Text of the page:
Elections, budgets and governance in most western and now developing nations that are democracies are being impacted by increasing numbers of retirees and pensioners in the upper median age demographic, being catered to by politicians, especially conservatives.
From the Australian Broadcasting Commission:
By chief economics correspondent Emma Alberici
Updated 27 May 2019, 9:29am
‘…..The politics may be tricky but future governments will have to confront the grim economic reality of the post-World War II baby boom.
Australians born after 1946 began to retire in huge numbers in 2011. Demand for the aged pension, aged care and health services have been rising commensurately.
The working age population is a net contributor to the federal budget. Older people, on the other hand, are the largest recipients of welfare, aged care and health care services.
Retirees are getting expensive
A report released last month by the independent, non-partisan Parliamentary Budget Office (PBO) warns the ageing population will exert “historically unique” pressure on the federal finances in the decade to 2028-29.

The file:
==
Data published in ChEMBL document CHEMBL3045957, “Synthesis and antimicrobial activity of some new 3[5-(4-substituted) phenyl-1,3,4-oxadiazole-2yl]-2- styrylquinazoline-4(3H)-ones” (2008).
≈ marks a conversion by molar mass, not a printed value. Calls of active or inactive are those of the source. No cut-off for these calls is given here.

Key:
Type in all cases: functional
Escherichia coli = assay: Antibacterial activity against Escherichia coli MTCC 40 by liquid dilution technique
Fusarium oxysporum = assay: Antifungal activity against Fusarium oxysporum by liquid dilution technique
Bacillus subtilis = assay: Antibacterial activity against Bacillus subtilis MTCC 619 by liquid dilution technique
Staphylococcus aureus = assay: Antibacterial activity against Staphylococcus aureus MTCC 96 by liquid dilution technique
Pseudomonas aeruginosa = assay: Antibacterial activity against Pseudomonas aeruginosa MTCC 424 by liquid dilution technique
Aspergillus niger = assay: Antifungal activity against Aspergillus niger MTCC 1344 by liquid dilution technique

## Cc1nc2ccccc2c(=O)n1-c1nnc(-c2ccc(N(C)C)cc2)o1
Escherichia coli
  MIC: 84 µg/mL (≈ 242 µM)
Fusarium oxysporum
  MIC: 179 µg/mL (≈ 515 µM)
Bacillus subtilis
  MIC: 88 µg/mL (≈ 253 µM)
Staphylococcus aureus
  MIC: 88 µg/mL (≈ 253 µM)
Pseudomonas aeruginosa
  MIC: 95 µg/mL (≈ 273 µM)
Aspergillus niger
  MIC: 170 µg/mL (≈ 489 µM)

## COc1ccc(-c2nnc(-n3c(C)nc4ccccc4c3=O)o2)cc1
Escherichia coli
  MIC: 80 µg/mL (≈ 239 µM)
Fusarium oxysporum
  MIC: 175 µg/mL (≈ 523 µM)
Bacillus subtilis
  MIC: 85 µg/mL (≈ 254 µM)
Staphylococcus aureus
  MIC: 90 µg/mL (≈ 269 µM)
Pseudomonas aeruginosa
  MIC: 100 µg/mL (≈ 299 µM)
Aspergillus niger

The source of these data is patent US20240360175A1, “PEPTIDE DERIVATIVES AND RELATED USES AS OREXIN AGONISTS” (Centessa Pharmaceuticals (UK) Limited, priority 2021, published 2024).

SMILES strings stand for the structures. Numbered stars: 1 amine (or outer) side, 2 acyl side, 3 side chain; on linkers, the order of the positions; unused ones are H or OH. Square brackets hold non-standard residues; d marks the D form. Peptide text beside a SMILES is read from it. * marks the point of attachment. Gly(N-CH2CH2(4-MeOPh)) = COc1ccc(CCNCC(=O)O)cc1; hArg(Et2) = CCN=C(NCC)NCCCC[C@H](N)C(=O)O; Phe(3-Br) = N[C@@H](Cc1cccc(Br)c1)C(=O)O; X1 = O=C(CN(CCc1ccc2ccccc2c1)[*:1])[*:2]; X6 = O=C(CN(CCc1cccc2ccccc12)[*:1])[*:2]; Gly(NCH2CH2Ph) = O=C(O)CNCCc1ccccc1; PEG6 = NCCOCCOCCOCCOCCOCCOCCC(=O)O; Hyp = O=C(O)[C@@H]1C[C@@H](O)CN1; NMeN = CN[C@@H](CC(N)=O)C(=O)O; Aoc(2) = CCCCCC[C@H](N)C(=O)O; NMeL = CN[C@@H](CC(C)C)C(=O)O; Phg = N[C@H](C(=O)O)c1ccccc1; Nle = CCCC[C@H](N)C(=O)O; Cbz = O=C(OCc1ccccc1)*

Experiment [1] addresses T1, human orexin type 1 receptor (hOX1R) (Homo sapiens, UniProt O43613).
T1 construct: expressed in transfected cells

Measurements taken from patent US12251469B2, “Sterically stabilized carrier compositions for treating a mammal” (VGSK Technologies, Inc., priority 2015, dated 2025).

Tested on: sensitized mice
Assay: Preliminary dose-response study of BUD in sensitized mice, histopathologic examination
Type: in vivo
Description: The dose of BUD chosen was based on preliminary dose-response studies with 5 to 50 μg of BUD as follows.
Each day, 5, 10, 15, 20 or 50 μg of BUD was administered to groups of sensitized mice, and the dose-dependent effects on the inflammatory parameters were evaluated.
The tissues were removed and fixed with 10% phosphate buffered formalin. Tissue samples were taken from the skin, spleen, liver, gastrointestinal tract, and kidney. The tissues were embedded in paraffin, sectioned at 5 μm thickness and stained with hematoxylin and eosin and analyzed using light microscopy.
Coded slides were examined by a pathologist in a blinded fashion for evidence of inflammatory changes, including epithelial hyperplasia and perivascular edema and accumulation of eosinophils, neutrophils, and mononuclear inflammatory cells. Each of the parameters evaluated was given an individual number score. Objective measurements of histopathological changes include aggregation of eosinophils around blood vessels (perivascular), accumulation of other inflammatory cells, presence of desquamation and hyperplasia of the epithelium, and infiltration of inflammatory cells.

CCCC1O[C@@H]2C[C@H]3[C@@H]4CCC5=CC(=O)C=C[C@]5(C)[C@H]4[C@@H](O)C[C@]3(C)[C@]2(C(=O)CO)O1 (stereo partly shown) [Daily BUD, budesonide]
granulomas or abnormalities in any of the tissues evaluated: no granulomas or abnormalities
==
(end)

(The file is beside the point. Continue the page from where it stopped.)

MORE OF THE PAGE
New figures in the report show that by 2028, Australians born between 1946 and 1964 will cost the Government more than Medicare does each year. Based on 2018 budget forecasts, the PBO estimates the cost of Medicare to be $32 billion in 2028-29. By then, lost revenue ($20 billion) and increased spending ($16 billion) on baby boomers will amount to $36 billion.
The number of working-age Australians for every person aged 65 and over has fallen from 7.4 in the mid-1970s, to 4.4 in 2015. That figure is projected to fall to just 3.2 in 2055.
Economists and policy makers need to find new taxpayers and increase workforce participation to support the hordes of older people entering retirement.
The ageing population means that by 2028-29, the PBO estimates there will be 600,000 fewer workers.
While the Australian population has been ageing, life expectancy has also improved.
As far as the government’s fiscal fortunes go, it’s a perfect storm. The pension was introduced in 1909 with 65 set as the qualifying age for men.‘
While mostly conservative parties attract most of the upper median age vote they are or have been compromised by financial policies catering to the same, but impairing budgets into the long term. Who’s going to pay? Younger generations…..